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Roadtrip to Champagne: Taittinger & Vranken-Pommery Houses

This is the final instalment to our Champagne road-trip.
After our pitstop in Paris for less than 24 hours, our Reims Michelin star dinning experience and our day-long drive through the Grand Crus villages, came our last day, when we actually managed to visit two Champagne houses in Reims: Taitinger and Vranken-Pommery.
Both Houses are located in the centre of Reims, but with very distinct attitudes to presentation and experience.


These two are the easiest Champagne Houses to visit, because they are open most of the time and do not require bookings, especially in quieter seasons. I have to say, visiting some of these Champagne Houses has proved harder than we initially thought!
We really wanted to visit the Laurent Perrier for example, and although we did drive through Tours-sur-Marne, where it is located, it looked closed, so we drove off.
The same happened with the Louis Roederer house in Reims, we drove around it on several occasions trying to catch it open, only to eventually find out that it is not open to the public. I felt like a kid outside Willy Wonka's factory at that point...  
 
What a fun day it turned out to be however, after we decided to swallow our pride and walk into the Tourism Office in Reims! We also found it really hard to contact most of the Champagne houses by phone, but the Tourism Office will tell you what's what and will help you plan your day, in no time! 
 
One of the impressive caves, full of bottles, amongst the 12 kilometres of tunnels that belong to the Taittinger House alone.
 
The Taittinger House puts a lot of emphasis on history and traditions.
The Taittinger building wouldn't attract your attention otherwise. It was the first one we visited and we really didn't know what to expect. A short presentation in a very plain cinema room focuses on the House's traditions. However, you soon find out that the current building was built on the ruins of the former St Nicaise Abbaye, where  Benedictine monks used the Roman chalk pits underneath, to store their wines at a constant temperature of 12C.
 
Left: the old staircase that the Benedictine monks used to descend to the cellars. Right: WWII art!


Straight after the presentation comes the interesting part, a windy staircase takes you twelve meters underground, straight into the chalk cellars. They are all stacked with thousands of bottles of champagne and you get to see how bottles are kept at different angles throughout their fermentation, in order to eventually be kept almost upside down and push the sediment out.
We also spotted the old staircases that the monks used to use. In the Roman chalk pits we even spotted little faces, carved in the porous walls; this unexpected art is the result of the people of Reims,  using the pits as hiding place during WWII.


If you thought that "Magnum" is the holy grail of sizes (third in, from the right), think again...here in Reims they go up to a "Nebuchadnezzar", or a whopping 15 litres of bubbles!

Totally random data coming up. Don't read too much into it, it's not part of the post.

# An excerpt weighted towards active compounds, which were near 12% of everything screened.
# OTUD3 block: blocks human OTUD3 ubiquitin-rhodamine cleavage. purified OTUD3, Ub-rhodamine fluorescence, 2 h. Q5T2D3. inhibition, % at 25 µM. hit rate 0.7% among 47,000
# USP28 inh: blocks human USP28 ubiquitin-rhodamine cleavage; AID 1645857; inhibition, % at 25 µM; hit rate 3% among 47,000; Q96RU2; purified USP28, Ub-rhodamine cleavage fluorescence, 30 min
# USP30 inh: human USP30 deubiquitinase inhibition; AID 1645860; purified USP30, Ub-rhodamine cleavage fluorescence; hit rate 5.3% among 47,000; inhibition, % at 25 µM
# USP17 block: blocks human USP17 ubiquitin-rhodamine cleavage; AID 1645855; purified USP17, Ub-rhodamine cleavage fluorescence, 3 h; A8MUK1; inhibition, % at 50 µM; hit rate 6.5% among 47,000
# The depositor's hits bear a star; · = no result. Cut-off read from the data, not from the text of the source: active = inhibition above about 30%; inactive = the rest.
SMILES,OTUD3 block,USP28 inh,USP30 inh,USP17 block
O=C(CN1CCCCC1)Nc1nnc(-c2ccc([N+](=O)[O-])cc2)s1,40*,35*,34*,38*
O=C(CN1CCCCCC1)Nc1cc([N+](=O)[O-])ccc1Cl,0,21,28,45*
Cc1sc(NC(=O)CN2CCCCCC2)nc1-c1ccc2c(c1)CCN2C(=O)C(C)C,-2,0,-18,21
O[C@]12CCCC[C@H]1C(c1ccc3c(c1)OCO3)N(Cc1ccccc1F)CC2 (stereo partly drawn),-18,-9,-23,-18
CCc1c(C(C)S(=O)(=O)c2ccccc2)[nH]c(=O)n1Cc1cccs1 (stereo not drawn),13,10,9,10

Overall, the Taittinger visit was a very interesting experience, packed with historic details throughout.


The Vranken Pommery House on the other hand, seemed like a fairy-tale castle out of a movie, where knights might as well appear, on their colourfully dressed horses.
It had more of a commercial feel to it, with focus on marketing and edgy blue colourful designs throughout the cellars.



Our guide was way too serious, he wouldn't answer to jokes and wouldn't take any comments either. This experience was totally different to the Taittinger one. Here, two double wooden doors open and you find yourself on top of a long staircase that is colourfully lit, descending into the chalk pits. Quite impressive, I will admit. It felt like we were entering a wonderland, with light installations, art pieces and bubbles, off course! We were cautioned to walk on the right only, as other groups were coming up on the left. I understand that safety is important in these conditions, but the attitude could be a bit more relaxed.

Loads of pieces of art were scattered around the chalk pits. This place had a modern feel to it throughout. What I really liked was learning about Madame Pommery, who inherited the House after her husband's death and was an innovator of her time, in terms of marketing.
Every time a new market was opened for Pommery Champagne, a cave would be named after this market. Hence you spot "Birmingham", right next to "Berne" and so on.




At the end of the tour we were taken to a white arched cave, illuminated with fluorescent blue lights, to have our champagne tasting. I had a glass of the Pommery Apanage Rose at first, but what was really nice was the Pommery Gran Cru Vintage, finer bubbles, very fine texture.
I have to say...that's where we decided that we are missing our ferry from Calais that evening, in order to take it easy and enjoy our tour.


Here's a question: why don't they offer any nibbles at these champagne tastings?
No, my inner alchie hasn't proclaimed itself just yet, so I just couldn't down three glasses of champagne, with no food! Well, it seemed like the perfect time to crack open our precious macaroons from Paris, they went down a treat!

PS: we missed the next ferry from Calais too, because we stopped for supplies in Carrefour, on the way!

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